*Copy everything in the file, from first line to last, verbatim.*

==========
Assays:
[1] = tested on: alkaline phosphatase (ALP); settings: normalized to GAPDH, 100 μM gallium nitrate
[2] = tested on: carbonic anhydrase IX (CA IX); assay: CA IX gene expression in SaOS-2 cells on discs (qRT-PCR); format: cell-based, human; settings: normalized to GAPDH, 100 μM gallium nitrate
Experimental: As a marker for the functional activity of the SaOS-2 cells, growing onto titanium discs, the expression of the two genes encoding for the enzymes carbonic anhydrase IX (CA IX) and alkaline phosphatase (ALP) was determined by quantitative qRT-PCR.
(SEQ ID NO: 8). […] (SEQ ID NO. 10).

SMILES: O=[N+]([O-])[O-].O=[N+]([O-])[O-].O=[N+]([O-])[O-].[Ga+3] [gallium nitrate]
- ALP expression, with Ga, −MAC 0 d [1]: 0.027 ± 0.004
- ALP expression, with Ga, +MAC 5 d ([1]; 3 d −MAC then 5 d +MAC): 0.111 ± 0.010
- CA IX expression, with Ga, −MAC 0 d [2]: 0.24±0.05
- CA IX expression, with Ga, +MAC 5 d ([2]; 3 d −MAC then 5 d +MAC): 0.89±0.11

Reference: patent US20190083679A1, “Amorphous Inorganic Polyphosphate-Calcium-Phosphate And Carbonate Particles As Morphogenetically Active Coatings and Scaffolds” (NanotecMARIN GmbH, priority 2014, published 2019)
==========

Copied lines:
Assays:
[1] = tested on: alkaline phosphatase (ALP); settings: normalized to GAPDH, 100 μM gallium nitrate
[2] = tested on: carbonic anhydrase IX (CA IX); assay: CA IX gene expression in SaOS-2 cells on discs (qRT-PCR); format: cell-based, human; settings: normalized to GAPDH, 100 μM gallium nitrate
Experimental: As a marker for the functional activity of the SaOS-2 cells, growing onto titanium discs, the expression of the two genes encoding for the enzymes carbonic anhydrase IX (CA IX) and alkaline phosphatase (ALP) was determined by quantitative qRT-PCR.
(SEQ ID NO: 8). […] (SEQ ID NO. 10).

SMILES: O=[N+]([O-])[O-].O=[N+]([O-])[O-].O=[N+]([O-])[O-].[Ga+3] [gallium nitrate]
- ALP expression, with Ga, −MAC 0 d [1]: 0.027 ± 0.004
- ALP expression, with Ga, +MAC 5 d ([1]; 3 d −MAC then 5 d +MAC): 0.111 ± 0.010
- CA IX expression, with Ga, −MAC 0 d [2]: 0.24±0.05
- CA IX expression, with Ga, +MAC 5 d ([2]; 3 d −MAC then 5 d +MAC): 0.89±0.11

Reference: patent US20190083679A1, “Amorphous Inorganic Polyphosphate-Calcium-Phosphate And Carbonate Particles As Morphogenetically Active Coatings and Scaffolds” (NanotecMARIN GmbH, priority 2014, published 2019)